TB & Me: Thanks to those who were there for me!
Ulyosh is an artist and tuberculosis (TB) advocate. Today Ulyosh is cured, and reflecting on the remarkable people who helped her during her long treatment...
I want to share some memories which from time to time emerge into my mind and fill me with feelings of gratitude.
Every time, when I remember these occasions, I say “Thank you all who helped me and thanks God that there are such people around us!”
When I got sick in 2008 I went to hospital, I had violent coughs, all-night-long coughs. They were so bad that sometimes they even led me to lose consciousness.
After each bout of coughing I had a terrible dizziness and towards morning I just felt so weak. On one of these nights two nurses: Medet and Abat were on duty.
On every troubling sound of coughs they ran to my room and tried their best to help me, especially when I felt so bad that I was hardly breathing.
When things were at their worst, Medet and Abat helped me breathe with an oxygen concentrator. It so happened that that night the electricity had gone out in all the hospital buildings except the clock-house at the entrance gate.
The distance from the clock house to my room was not short. But Medet and Abat always looked for ways through difficult situations.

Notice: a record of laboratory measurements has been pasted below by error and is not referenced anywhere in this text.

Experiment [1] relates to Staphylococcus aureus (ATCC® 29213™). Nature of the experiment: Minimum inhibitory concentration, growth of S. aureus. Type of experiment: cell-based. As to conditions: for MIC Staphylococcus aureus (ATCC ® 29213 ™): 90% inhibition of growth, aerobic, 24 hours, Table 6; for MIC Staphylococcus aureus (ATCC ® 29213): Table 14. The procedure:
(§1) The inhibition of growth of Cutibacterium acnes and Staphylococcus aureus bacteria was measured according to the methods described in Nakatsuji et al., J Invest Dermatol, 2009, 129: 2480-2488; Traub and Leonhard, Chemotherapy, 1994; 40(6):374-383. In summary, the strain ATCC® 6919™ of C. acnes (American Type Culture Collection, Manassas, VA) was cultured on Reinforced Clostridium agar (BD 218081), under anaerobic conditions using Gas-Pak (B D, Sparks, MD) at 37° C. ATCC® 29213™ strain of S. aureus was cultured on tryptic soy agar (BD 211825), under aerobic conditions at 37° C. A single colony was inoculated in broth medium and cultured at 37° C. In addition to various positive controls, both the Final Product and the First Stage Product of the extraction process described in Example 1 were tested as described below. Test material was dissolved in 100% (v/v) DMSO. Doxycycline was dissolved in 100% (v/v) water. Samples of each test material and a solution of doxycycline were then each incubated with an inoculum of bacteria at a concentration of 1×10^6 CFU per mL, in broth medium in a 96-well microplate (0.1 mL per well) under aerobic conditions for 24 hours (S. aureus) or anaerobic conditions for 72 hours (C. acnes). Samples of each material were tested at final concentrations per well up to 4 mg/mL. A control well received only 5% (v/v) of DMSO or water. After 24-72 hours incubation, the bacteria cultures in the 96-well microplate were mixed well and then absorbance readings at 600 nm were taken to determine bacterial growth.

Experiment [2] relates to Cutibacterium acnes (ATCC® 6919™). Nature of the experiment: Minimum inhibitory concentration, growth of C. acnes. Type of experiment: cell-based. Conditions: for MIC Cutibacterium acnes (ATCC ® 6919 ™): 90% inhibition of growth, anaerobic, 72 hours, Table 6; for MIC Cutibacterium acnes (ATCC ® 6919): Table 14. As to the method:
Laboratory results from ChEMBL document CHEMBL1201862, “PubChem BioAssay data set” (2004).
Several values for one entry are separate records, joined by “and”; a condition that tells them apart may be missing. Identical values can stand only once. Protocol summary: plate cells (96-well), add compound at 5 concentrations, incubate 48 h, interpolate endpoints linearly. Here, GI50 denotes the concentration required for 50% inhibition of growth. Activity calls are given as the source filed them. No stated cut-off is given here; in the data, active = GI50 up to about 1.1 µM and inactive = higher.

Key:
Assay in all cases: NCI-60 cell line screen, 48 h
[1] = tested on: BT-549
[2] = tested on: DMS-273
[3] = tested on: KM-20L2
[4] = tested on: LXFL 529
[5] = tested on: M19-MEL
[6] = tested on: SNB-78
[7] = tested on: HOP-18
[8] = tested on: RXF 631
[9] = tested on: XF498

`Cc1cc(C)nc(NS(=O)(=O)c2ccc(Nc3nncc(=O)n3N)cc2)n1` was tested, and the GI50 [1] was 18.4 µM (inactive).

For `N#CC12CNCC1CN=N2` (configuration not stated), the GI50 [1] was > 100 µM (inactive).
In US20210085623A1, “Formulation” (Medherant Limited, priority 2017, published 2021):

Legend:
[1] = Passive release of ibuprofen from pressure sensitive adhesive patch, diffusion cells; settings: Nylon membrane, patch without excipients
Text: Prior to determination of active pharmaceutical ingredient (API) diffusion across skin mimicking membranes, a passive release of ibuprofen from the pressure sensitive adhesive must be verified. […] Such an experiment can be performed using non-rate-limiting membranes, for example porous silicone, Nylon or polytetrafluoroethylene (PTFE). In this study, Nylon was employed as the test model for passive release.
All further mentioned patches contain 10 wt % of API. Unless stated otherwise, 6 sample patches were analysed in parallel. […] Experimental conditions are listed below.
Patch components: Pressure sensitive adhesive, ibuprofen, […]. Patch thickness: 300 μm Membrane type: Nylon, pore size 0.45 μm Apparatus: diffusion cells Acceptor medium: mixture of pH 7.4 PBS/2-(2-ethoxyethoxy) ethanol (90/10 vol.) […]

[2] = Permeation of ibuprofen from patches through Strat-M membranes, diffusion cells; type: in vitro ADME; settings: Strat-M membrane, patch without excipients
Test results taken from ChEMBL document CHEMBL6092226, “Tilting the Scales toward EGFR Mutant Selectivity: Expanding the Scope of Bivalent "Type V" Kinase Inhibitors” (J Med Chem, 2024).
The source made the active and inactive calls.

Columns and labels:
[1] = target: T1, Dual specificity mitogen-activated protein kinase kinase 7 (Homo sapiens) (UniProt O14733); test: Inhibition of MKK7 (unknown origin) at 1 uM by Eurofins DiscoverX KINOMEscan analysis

From my bed I could see them discussing something. They felt sorry for me, but used their creativity. They went through all the hospital buildings, collected every extension cord they could find, and connected them together to made a longer and longer cord. It reached all the way to the clock house and Medet and Abat were able to turn my oxygen machine on.
I lay with the oxygen machine till morning, and then I felt at ease.
All night long Medet and Abat stayed around me, not having a wink of sleep, just looking after my condition. They were distressed for me, observing my tidal breathing, checking my pulse rate.
I was so grateful to them, looking at them tears ran down my cheeks because I couldn’t speak. I remember those two men, so noble, people of spirit and single-minded in the duties of their jobs. I don’t know who are they in life, but they fulfilled their work and duty at the utmost level.
I was not a relative of theirs, I didn’t know them until I came to hospital, I was just one of the many patients. But, they were ready to do any deeds, because it was an everyday duty for them. I don’t know their surnames, but I remember the names Medet and Abat – I am grateful for them for their being there in hour of need and helping me!